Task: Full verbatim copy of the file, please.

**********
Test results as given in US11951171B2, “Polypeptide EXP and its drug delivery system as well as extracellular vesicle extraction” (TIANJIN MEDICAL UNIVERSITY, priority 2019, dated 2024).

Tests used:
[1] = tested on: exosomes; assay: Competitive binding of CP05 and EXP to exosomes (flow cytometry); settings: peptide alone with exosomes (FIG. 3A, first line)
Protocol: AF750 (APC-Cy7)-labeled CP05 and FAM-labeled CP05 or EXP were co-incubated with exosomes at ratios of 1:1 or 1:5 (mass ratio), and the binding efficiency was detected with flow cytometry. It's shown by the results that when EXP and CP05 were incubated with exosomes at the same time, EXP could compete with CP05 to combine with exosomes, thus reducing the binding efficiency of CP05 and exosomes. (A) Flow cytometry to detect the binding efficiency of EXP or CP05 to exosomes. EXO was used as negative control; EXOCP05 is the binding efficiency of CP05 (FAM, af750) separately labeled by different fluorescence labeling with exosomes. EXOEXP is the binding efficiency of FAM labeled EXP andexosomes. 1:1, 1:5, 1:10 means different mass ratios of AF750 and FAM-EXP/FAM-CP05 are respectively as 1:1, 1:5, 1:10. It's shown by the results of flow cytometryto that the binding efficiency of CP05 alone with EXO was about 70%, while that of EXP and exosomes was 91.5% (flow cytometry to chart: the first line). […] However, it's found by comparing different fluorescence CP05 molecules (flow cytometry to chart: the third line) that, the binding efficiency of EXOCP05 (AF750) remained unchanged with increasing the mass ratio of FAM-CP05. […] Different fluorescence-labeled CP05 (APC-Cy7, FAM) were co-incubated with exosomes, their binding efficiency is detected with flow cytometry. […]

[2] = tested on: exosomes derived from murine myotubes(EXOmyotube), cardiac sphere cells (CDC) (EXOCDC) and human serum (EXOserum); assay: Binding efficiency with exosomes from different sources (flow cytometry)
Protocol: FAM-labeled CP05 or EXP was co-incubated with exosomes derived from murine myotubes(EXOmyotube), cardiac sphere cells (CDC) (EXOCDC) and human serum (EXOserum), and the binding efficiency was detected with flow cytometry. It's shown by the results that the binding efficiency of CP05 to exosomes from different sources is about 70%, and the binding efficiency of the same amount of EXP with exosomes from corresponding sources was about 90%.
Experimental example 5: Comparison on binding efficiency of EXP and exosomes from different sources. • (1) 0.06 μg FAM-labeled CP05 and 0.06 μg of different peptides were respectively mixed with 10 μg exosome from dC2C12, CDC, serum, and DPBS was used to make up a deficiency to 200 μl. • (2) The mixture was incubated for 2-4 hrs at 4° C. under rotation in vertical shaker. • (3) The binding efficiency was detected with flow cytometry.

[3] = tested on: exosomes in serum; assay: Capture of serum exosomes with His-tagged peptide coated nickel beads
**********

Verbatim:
Test results as given in US11951171B2, “Polypeptide EXP and its drug delivery system as well as extracellular vesicle extraction” (TIANJIN MEDICAL UNIVERSITY, priority 2019, dated 2024).

Tests used:
[1] = tested on: exosomes; assay: Competitive binding of CP05 and EXP to exosomes (flow cytometry); settings: peptide alone with exosomes (FIG. 3A, first line)
Protocol: AF750 (APC-Cy7)-labeled CP05 and FAM-labeled CP05 or EXP were co-incubated with exosomes at ratios of 1:1 or 1:5 (mass ratio), and the binding efficiency was detected with flow cytometry. It's shown by the results that when EXP and CP05 were incubated with exosomes at the same time, EXP could compete with CP05 to combine with exosomes, thus reducing the binding efficiency of CP05 and exosomes. (A) Flow cytometry to detect the binding efficiency of EXP or CP05 to exosomes. EXO was used as negative control; EXOCP05 is the binding efficiency of CP05 (FAM, af750) separately labeled by different fluorescence labeling with exosomes. EXOEXP is the binding efficiency of FAM labeled EXP andexosomes. 1:1, 1:5, 1:10 means different mass ratios of AF750 and FAM-EXP/FAM-CP05 are respectively as 1:1, 1:5, 1:10. It's shown by the results of flow cytometryto that the binding efficiency of CP05 alone with EXO was about 70%, while that of EXP and exosomes was 91.5% (flow cytometry to chart: the first line). […] However, it's found by comparing different fluorescence CP05 molecules (flow cytometry to chart: the third line) that, the binding efficiency of EXOCP05 (AF750) remained unchanged with increasing the mass ratio of FAM-CP05. […] Different fluorescence-labeled CP05 (APC-Cy7, FAM) were co-incubated with exosomes, their binding efficiency is detected with flow cytometry. […]

[2] = tested on: exosomes derived from murine myotubes(EXOmyotube), cardiac sphere cells (CDC) (EXOCDC) and human serum (EXOserum); assay: Binding efficiency with exosomes from different sources (flow cytometry)
Protocol: FAM-labeled CP05 or EXP was co-incubated with exosomes derived from murine myotubes(EXOmyotube), cardiac sphere cells (CDC) (EXOCDC) and human serum (EXOserum), and the binding efficiency was detected with flow cytometry. It's shown by the results that the binding efficiency of CP05 to exosomes from different sources is about 70%, and the binding efficiency of the same amount of EXP with exosomes from corresponding sources was about 90%.
Experimental example 5: Comparison on binding efficiency of EXP and exosomes from different sources. • (1) 0.06 μg FAM-labeled CP05 and 0.06 μg of different peptides were respectively mixed with 10 μg exosome from dC2C12, CDC, serum, and DPBS was used to make up a deficiency to 200 μl. • (2) The mixture was incubated for 2-4 hrs at 4° C. under rotation in vertical shaker. • (3) The binding efficiency was detected with flow cytometry.

[3] = tested on: exosomes in serum; assay: Capture of serum exosomes with His-tagged peptide coated nickel beads